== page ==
Having cultivated a bit of an interest in robotics over the past few months, I bit the bullet and ordered a Sharp GP2Y0A21YK Infrared Proximity Sensor. This produces an analog voltage output that varies in relation its distance from objects in its sight. Here’s what it looks like (mounted atop a stepper motor):
I needed a circuit to test it out, so here’s what I came up with:
The basic idea was to use a trusty Atmega88 micro to drive a bipolar stepper motor via a rugged SN754410 dual H-bridge driver IC. The micro was programmed to make one full rotation counter-clockwise slowly and then return to its “home” location by turning clockwise one full rotation.
The proximity sensor was mounted atop the stepper motor. During the slow scan, I set the Atmega88 to sample its 10bit ADC on channel ADC5 - which was connected to the proximity sensor’s output - after each step of the stepper motor. The ADC readings for each step (220 in all) were sent to a computer for logging via the FT232 Serial-to-USB converter.
Here’s the layout on the breadboard, with the Atmega88 mounted on the green PCB, the SN754410 to the mid-left, a +5V regulator immediately below it on a heatsink, and some LEDs to the right to show the status of the drive channels for the stepper motor. The FT232 is not shown - it’s mounted on a separate breakout board that connects to the 6-pin header on the green PCB:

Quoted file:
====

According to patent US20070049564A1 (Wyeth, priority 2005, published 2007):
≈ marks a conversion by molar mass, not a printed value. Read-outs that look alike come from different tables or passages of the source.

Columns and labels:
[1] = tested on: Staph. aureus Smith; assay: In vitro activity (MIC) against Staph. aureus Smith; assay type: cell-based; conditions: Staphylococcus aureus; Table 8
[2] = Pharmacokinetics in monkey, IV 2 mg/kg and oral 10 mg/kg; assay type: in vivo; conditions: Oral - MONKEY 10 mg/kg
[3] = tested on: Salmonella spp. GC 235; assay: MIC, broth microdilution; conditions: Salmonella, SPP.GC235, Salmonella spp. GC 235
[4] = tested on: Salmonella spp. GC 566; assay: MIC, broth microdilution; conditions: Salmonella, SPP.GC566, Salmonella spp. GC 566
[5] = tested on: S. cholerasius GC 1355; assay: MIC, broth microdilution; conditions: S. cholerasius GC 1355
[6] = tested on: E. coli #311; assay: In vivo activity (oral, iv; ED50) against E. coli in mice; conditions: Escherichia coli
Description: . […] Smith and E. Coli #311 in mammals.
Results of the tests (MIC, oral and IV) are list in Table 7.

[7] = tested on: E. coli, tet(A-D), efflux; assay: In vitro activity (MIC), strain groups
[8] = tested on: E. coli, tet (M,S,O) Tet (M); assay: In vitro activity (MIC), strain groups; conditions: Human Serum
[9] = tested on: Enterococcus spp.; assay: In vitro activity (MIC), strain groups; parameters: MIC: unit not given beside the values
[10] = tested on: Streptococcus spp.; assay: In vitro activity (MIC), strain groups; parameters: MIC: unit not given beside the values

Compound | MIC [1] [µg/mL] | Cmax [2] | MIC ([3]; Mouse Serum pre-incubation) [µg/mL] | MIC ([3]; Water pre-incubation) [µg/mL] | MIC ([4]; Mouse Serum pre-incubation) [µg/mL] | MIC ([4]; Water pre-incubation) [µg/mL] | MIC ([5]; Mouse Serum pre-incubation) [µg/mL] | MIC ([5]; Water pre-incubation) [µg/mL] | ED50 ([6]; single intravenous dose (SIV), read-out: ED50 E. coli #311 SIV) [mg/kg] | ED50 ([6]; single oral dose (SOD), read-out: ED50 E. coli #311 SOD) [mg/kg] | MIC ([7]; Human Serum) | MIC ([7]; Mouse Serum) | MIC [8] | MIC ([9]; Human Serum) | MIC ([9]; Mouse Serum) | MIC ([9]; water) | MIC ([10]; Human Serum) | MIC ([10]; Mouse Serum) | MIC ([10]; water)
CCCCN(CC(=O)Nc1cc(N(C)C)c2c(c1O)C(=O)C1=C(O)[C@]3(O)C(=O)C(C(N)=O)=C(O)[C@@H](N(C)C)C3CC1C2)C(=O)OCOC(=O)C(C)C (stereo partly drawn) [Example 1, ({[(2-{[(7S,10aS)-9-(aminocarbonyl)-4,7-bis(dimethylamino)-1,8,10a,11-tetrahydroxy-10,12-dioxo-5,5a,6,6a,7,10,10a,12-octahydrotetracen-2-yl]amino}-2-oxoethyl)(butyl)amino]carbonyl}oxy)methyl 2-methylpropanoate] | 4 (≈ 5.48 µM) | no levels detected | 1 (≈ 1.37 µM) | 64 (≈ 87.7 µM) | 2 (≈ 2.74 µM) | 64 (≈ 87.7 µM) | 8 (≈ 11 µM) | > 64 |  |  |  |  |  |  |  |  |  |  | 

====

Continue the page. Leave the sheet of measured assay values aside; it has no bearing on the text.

Here’s the result of plotting the acquired distance data using GNUPlot’s polar graphing capabilities:
In this case there were four obstacles placed on a clear table around the proximity scanner. The object at top was the furthest away - the objects to the left, right, and bottom were considerably closer. Looks like the sensor works well!
There are four things to note about the graph above:
The 10-bit ADC reading (0-1023) has been converted to a voltage between 0 and 5V.
The actual measured voltage was subtracted from 5V. Otherwise the graph would appear inverted, because the sensor output voltage drops with increasing distance.
The data graphed has not been corrected for the significant non-linearity of the sensor’s voltage-to-distance response, as illustrated in the graph below from the GP2Y0A21YK datasheet. This means that the closeness of the closest objects is somewhat exaggerated.
The graph does not compensate for the fact that the highest voltage output by the proximity sensor is +3.1V and the ADC is referenced to +5V. In this case it means that the closeness of the closest objects is somewhat under-exaggerated - in some ways compensating for the previous effect!
The solution to this is to derive a formula for the voltage-vs-distance curve (regression analysis) and to plot the distance for the measured voltages. Nevertheless, this quick test shows that the sensor performs well.